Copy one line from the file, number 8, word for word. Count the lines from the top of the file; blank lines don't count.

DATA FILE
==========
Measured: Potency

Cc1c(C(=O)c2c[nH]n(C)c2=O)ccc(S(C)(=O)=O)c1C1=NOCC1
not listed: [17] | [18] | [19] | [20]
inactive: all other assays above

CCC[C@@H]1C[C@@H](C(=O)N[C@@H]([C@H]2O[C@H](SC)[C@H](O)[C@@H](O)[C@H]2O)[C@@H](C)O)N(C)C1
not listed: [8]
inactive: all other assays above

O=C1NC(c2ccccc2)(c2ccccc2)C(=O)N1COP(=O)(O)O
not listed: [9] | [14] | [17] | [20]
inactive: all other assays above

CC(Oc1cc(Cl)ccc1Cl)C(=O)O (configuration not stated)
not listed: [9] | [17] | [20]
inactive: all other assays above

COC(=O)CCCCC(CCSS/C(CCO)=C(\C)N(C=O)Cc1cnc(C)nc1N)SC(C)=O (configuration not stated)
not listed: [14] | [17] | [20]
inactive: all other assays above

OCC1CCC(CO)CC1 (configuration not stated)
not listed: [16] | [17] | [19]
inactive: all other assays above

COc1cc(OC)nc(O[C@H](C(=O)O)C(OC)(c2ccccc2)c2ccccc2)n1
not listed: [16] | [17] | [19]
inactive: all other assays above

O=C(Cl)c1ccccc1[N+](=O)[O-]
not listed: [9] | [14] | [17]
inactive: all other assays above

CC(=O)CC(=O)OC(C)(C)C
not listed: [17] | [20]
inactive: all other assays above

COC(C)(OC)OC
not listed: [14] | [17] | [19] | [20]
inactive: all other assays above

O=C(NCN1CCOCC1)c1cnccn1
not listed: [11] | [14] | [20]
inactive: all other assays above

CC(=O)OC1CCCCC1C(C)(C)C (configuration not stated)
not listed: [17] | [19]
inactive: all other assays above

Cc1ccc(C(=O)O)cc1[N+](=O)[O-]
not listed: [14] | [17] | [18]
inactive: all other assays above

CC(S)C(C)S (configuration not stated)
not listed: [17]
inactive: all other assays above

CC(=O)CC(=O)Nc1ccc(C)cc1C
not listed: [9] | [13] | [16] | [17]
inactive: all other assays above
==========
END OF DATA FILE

O=C1NC(c2ccccc2)(c2ccccc2)C(=O)N1COP(=O)(O)O